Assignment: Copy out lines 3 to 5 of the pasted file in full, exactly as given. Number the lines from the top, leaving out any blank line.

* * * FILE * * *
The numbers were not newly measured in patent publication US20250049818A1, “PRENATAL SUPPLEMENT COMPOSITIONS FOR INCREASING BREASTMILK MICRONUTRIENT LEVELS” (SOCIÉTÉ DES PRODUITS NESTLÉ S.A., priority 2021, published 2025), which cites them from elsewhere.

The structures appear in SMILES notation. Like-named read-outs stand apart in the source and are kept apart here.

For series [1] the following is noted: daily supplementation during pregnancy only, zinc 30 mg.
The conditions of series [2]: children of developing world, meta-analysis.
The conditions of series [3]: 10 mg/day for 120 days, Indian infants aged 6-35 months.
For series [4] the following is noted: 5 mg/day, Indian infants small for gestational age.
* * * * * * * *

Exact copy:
For series [1] the following is noted: daily supplementation during pregnancy only, zinc 30 mg.
The conditions of series [2]: children of developing world, meta-analysis.
The conditions of series [3]: 10 mg/day for 120 days, Indian infants aged 6-35 months.